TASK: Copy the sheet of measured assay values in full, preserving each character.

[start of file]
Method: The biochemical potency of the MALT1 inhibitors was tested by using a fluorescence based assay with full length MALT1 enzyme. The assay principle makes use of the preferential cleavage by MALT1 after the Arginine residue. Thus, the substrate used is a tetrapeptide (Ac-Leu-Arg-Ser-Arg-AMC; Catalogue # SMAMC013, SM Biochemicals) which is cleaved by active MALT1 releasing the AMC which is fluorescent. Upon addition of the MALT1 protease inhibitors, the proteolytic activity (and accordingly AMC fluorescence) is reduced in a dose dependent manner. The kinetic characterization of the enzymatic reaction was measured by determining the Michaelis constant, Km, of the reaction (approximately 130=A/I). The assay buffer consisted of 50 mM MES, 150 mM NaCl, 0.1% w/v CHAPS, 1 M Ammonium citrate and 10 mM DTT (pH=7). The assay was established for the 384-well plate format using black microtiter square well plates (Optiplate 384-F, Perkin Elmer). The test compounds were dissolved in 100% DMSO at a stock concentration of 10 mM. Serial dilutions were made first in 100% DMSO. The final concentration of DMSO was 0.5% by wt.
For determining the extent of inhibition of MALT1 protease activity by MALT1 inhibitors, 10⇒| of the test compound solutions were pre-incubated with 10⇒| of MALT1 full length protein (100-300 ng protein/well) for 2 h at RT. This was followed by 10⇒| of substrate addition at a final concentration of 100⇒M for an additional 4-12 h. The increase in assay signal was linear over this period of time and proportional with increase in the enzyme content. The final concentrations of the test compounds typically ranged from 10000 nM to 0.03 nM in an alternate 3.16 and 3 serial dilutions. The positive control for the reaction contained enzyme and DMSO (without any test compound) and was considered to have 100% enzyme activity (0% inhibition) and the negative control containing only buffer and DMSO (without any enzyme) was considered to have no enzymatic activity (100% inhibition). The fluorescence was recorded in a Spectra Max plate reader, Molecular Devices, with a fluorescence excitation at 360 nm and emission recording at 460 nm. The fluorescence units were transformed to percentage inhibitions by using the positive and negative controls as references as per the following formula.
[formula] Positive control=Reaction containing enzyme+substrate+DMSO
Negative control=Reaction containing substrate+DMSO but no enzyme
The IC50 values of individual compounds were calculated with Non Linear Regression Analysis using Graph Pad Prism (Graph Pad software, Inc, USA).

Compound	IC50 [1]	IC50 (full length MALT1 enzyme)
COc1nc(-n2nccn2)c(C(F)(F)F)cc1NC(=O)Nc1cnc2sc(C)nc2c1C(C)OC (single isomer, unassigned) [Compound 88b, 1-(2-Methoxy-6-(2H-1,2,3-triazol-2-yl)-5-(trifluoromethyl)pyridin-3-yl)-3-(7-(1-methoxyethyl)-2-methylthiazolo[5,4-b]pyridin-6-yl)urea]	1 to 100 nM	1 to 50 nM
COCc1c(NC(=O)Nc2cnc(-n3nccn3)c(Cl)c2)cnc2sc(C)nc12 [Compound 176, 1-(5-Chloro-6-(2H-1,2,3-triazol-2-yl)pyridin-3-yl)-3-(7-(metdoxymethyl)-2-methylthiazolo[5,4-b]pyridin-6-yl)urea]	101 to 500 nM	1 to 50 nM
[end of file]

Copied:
Method: The biochemical potency of the MALT1 inhibitors was tested by using a fluorescence based assay with full length MALT1 enzyme. The assay principle makes use of the preferential cleavage by MALT1 after the Arginine residue. Thus, the substrate used is a tetrapeptide (Ac-Leu-Arg-Ser-Arg-AMC; Catalogue # SMAMC013, SM Biochemicals) which is cleaved by active MALT1 releasing the AMC which is fluorescent. Upon addition of the MALT1 protease inhibitors, the proteolytic activity (and accordingly AMC fluorescence) is reduced in a dose dependent manner. The kinetic characterization of the enzymatic reaction was measured by determining the Michaelis constant, Km, of the reaction (approximately 130=A/I). The assay buffer consisted of 50 mM MES, 150 mM NaCl, 0.1% w/v CHAPS, 1 M Ammonium citrate and 10 mM DTT (pH=7). The assay was established for the 384-well plate format using black microtiter square well plates (Optiplate 384-F, Perkin Elmer). The test compounds were dissolved in 100% DMSO at a stock concentration of 10 mM. Serial dilutions were made first in 100% DMSO. The final concentration of DMSO was 0.5% by wt.
For determining the extent of inhibition of MALT1 protease activity by MALT1 inhibitors, 10⇒| of the test compound solutions were pre-incubated with 10⇒| of MALT1 full length protein (100-300 ng protein/well) for 2 h at RT. This was followed by 10⇒| of substrate addition at a final concentration of 100⇒M for an additional 4-12 h. The increase in assay signal was linear over this period of time and proportional with increase in the enzyme content. The final concentrations of the test compounds typically ranged from 10000 nM to 0.03 nM in an alternate 3.16 and 3 serial dilutions. The positive control for the reaction contained enzyme and DMSO (without any test compound) and was considered to have 100% enzyme activity (0% inhibition) and the negative control containing only buffer and DMSO (without any enzyme) was considered to have no enzymatic activity (100% inhibition). The fluorescence was recorded in a Spectra Max plate reader, Molecular Devices, with a fluorescence excitation at 360 nm and emission recording at 460 nm. The fluorescence units were transformed to percentage inhibitions by using the positive and negative controls as references as per the following formula.
[formula] Positive control=Reaction containing enzyme+substrate+DMSO
Negative control=Reaction containing substrate+DMSO but no enzyme
The IC50 values of individual compounds were calculated with Non Linear Regression Analysis using Graph Pad Prism (Graph Pad software, Inc, USA).

Compound	IC50 [1]	IC50 (full length MALT1 enzyme)
COc1nc(-n2nccn2)c(C(F)(F)F)cc1NC(=O)Nc1cnc2sc(C)nc2c1C(C)OC (single isomer, unassigned) [Compound 88b, 1-(2-Methoxy-6-(2H-1,2,3-triazol-2-yl)-5-(trifluoromethyl)pyridin-3-yl)-3-(7-(1-methoxyethyl)-2-methylthiazolo[5,4-b]pyridin-6-yl)urea]	1 to 100 nM	1 to 50 nM
COCc1c(NC(=O)Nc2cnc(-n3nccn3)c(Cl)c2)cnc2sc(C)nc12 [Compound 176, 1-(5-Chloro-6-(2H-1,2,3-triazol-2-yl)pyridin-3-yl)-3-(7-(metdoxymethyl)-2-methylthiazolo[5,4-b]pyridin-6-yl)urea]	101 to 500 nM	1 to 50 nM